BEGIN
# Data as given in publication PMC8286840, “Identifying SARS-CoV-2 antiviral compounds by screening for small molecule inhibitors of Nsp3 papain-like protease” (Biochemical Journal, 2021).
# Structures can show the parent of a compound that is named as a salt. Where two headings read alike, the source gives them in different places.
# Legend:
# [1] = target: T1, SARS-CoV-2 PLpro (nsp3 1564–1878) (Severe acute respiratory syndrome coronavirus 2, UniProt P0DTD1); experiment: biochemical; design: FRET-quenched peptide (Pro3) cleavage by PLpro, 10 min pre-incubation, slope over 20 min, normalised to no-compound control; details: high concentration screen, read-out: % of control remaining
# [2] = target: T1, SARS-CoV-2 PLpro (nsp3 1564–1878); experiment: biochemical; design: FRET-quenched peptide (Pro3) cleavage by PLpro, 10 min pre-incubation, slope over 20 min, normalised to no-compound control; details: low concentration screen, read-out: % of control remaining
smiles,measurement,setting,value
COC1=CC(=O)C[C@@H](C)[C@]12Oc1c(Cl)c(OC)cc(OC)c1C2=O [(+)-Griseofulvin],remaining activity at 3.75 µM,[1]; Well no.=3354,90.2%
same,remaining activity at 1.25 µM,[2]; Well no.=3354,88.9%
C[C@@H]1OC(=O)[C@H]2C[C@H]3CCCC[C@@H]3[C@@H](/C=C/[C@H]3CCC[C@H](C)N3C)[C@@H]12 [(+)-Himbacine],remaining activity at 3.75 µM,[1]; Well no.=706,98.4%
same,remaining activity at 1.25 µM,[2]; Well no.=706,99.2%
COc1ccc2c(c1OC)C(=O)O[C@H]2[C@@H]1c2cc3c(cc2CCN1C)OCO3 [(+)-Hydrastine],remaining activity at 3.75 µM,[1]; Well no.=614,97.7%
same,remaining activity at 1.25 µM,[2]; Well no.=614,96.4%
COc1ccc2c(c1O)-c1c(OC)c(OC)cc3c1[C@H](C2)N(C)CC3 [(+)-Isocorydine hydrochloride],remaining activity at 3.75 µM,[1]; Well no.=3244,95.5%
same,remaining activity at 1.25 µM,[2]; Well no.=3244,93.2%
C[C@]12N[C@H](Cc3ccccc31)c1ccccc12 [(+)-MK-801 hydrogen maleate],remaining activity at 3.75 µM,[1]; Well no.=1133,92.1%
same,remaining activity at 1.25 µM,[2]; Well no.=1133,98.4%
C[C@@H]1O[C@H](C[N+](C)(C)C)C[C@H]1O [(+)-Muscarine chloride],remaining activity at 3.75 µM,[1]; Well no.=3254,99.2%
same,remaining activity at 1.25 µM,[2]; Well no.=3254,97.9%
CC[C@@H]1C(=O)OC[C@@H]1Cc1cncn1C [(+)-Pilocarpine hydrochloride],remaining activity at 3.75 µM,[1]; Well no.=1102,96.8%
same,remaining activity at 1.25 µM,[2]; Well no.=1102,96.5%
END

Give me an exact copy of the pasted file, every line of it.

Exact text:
# Data as given in publication PMC8286840, “Identifying SARS-CoV-2 antiviral compounds by screening for small molecule inhibitors of Nsp3 papain-like protease” (Biochemical Journal, 2021).
# Structures can show the parent of a compound that is named as a salt. Where two headings read alike, the source gives them in different places.
# Legend:
# [1] = target: T1, SARS-CoV-2 PLpro (nsp3 1564–1878) (Severe acute respiratory syndrome coronavirus 2, UniProt P0DTD1); experiment: biochemical; design: FRET-quenched peptide (Pro3) cleavage by PLpro, 10 min pre-incubation, slope over 20 min, normalised to no-compound control; details: high concentration screen, read-out: % of control remaining
# [2] = target: T1, SARS-CoV-2 PLpro (nsp3 1564–1878); experiment: biochemical; design: FRET-quenched peptide (Pro3) cleavage by PLpro, 10 min pre-incubation, slope over 20 min, normalised to no-compound control; details: low concentration screen, read-out: % of control remaining
smiles,measurement,setting,value
COC1=CC(=O)C[C@@H](C)[C@]12Oc1c(Cl)c(OC)cc(OC)c1C2=O [(+)-Griseofulvin],remaining activity at 3.75 µM,[1]; Well no.=3354,90.2%
same,remaining activity at 1.25 µM,[2]; Well no.=3354,88.9%
C[C@@H]1OC(=O)[C@H]2C[C@H]3CCCC[C@@H]3[C@@H](/C=C/[C@H]3CCC[C@H](C)N3C)[C@@H]12 [(+)-Himbacine],remaining activity at 3.75 µM,[1]; Well no.=706,98.4%
same,remaining activity at 1.25 µM,[2]; Well no.=706,99.2%
COc1ccc2c(c1OC)C(=O)O[C@H]2[C@@H]1c2cc3c(cc2CCN1C)OCO3 [(+)-Hydrastine],remaining activity at 3.75 µM,[1]; Well no.=614,97.7%
same,remaining activity at 1.25 µM,[2]; Well no.=614,96.4%
COc1ccc2c(c1O)-c1c(OC)c(OC)cc3c1[C@H](C2)N(C)CC3 [(+)-Isocorydine hydrochloride],remaining activity at 3.75 µM,[1]; Well no.=3244,95.5%
same,remaining activity at 1.25 µM,[2]; Well no.=3244,93.2%
C[C@]12N[C@H](Cc3ccccc31)c1ccccc12 [(+)-MK-801 hydrogen maleate],remaining activity at 3.75 µM,[1]; Well no.=1133,92.1%
same,remaining activity at 1.25 µM,[2]; Well no.=1133,98.4%
C[C@@H]1O[C@H](C[N+](C)(C)C)C[C@H]1O [(+)-Muscarine chloride],remaining activity at 3.75 µM,[1]; Well no.=3254,99.2%
same,remaining activity at 1.25 µM,[2]; Well no.=3254,97.9%
CC[C@@H]1C(=O)OC[C@@H]1Cc1cncn1C [(+)-Pilocarpine hydrochloride],remaining activity at 3.75 µM,[1]; Well no.=1102,96.8%
same,remaining activity at 1.25 µM,[2]; Well no.=1102,96.5%